I’ve been editing content for Crescent Moon Press for almost a year now, and I just recently finished the first book. I know that sounds odd, and I agree. I wish things had gone faster, but there was apparently some issues at the publisher and some books were accepted and given contracts that shouldn’t have been.
Anyway, I thought maybe aspiring authors might benefit from some of the things I noticed in the books I’ve been working on.
The first thing, and this seems so simple, is that stories, regardless of whether you’re writing a stand alone or part of a series, need a coherent ending. I understand that your big picture might be a story that takes place over several or a dozen books, but each book has to have some kind of real ending.
Maybe you’re writing about an epic war between two huge fantasy empires, and this war will last for five or ten books. That’s fine, but each book also has to have a pretty big story that can be told completely in that book. Just because you stop writing does not mean the story – or the book – is over.
Every author makes a promise to his or her readers at the beginning of a book, the moment of first dramatic action. You promise your reader that that action is the beginning of a ride that will be exciting and fun, but most of all satisfying.
If you’re writing a mystery, you promise your reader that the murderer will be found and justice will be served. You don’t tell the story until three people have been killed, then end it with the idea that the next book will solve the crimes. Your readers will never pick up your second book because you lied to them. You promised to give them a satisfactory ending and you didn’t.
Now, you could write a series where a serial killer is tormenting a town or city and you don’t intend to reveal the killer’s identity until the third book, but that doesn’t mean you can end the first two without some kind of ending. You have to find a way to tell three distinct stories that will move the larger story forward. Each story, in itself, must have a beginning, middle and end, as well.
Think about Episodes Four, Five and Six of the Star Wars saga. Each one has its own story, its own end, but will moves the greater story forward.
For our purposes, though, we need to understand that each story provided a satisfying ending, while still leaving room for a sequel.
IF you are closer to my age and saw what we now call “A New Hope” in theaters, you just called it Star Wars and didn’t know there would be anything else after it. Coincidentally, there had been nothing like it in theaters in forever and it was a phenomenon, but we had no idea of the scope of the saga to come. When A New Hope ended, the Death Star had been destroyed. That was the satisfying ending. We had seen Darth Vader destroy Alderaan early in the book, so we had a picture of how horrible Darth could be, so when Death Star was destroyed, we were satisfied. The whole story had been leading up to that moment.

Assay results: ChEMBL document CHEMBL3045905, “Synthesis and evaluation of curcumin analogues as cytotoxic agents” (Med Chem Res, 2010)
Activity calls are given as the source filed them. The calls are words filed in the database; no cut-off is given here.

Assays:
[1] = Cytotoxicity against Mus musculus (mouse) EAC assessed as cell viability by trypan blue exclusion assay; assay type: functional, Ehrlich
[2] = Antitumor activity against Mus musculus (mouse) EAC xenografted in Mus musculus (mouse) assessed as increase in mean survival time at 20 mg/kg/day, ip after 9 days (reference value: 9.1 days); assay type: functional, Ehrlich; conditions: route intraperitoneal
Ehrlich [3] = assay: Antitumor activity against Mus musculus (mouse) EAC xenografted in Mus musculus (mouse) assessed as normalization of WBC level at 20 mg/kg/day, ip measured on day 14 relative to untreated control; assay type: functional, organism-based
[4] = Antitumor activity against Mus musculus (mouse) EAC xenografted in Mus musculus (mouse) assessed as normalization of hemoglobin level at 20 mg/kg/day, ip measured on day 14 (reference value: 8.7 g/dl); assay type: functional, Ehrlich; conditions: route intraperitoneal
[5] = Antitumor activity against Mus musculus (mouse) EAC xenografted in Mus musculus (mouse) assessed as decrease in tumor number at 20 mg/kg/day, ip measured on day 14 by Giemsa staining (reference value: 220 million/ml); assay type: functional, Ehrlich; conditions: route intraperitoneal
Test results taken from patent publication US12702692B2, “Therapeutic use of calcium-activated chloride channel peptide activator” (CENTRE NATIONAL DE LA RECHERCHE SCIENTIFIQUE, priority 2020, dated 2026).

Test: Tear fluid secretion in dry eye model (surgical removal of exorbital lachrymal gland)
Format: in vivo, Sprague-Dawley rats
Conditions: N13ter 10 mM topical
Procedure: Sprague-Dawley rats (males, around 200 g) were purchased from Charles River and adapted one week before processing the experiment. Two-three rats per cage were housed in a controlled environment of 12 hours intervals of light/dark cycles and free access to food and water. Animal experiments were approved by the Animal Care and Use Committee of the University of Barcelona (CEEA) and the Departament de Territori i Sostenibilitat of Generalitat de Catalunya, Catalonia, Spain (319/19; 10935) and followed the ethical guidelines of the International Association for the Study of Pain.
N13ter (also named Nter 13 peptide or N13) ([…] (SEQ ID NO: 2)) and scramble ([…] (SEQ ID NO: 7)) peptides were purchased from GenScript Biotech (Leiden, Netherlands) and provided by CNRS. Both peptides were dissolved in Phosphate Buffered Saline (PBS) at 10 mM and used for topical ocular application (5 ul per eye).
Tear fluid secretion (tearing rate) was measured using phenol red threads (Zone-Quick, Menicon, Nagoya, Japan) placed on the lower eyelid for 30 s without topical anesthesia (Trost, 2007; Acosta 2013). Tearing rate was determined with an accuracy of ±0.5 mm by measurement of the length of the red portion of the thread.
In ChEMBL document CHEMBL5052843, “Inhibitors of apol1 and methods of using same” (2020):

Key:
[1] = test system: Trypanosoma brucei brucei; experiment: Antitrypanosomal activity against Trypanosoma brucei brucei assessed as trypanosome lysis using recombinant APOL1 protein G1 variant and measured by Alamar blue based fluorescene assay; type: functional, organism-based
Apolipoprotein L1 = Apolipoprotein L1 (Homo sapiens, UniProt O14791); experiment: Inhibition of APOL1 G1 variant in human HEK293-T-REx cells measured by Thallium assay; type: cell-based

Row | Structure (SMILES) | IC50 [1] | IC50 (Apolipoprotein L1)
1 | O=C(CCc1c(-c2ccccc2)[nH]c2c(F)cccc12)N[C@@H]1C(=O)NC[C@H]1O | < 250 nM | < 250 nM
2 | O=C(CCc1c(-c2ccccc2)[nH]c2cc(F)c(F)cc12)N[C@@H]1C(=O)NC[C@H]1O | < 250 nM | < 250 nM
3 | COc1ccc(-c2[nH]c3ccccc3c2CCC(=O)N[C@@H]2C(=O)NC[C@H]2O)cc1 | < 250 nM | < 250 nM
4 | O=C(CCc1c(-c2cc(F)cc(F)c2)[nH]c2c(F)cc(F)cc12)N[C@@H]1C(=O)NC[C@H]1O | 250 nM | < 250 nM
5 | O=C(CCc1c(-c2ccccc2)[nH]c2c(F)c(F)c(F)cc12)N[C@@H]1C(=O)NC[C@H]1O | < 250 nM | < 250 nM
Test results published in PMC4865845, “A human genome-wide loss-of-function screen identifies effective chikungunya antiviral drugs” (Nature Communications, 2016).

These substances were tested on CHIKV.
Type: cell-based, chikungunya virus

As a teenager, I missed that Darth Vader survived that last battle, so when I began to see “Darth Vader Lives” pins around, I was surprised and a little scared, let me tell you. Darth was a scary dude!
The point of all this was that there was enough of the story left to continue the saga, but if for some reason George had never gotten another movie made, we would have been happy.
There might have been this big rebellion against the evil empire, but the story focused on a small cast – Luke, Leia and Han and their goal of destroying the Death Star.
You have to do something like this with your books. Even with your epic war fantasy novel, you have to zoom in on a character or a handful of characters your reader can identify with and give them a story that you can tell in one book.
With the serial killer saga, you might focus one book on the main detective and her struggle to get her ex-husband to give her custody of her daughter. The Serial Killer story takes a bit of a back seat, but it’s always there, and you move it forward, too.
It might sound like a lot, and it is, but by weaving this stuff all together and giving your main character center stage, you are able to fulfill your promise to your readers while setting the stage for the next book.
You owe it to your readers to write the best book you can and to lay out your clues and hints and loose ends for your next book, without making them so big that the book doesn’t feel finished.
It’s a tall order but you do yourself no favors by taking short cuts. If you want the second (or third or fifth or tenth) book in your saga to get published, you need to make sure that each of the previous books have a good enough ending that if the series doesn’t go further, your readers will still be happy!
Get out there and write your book!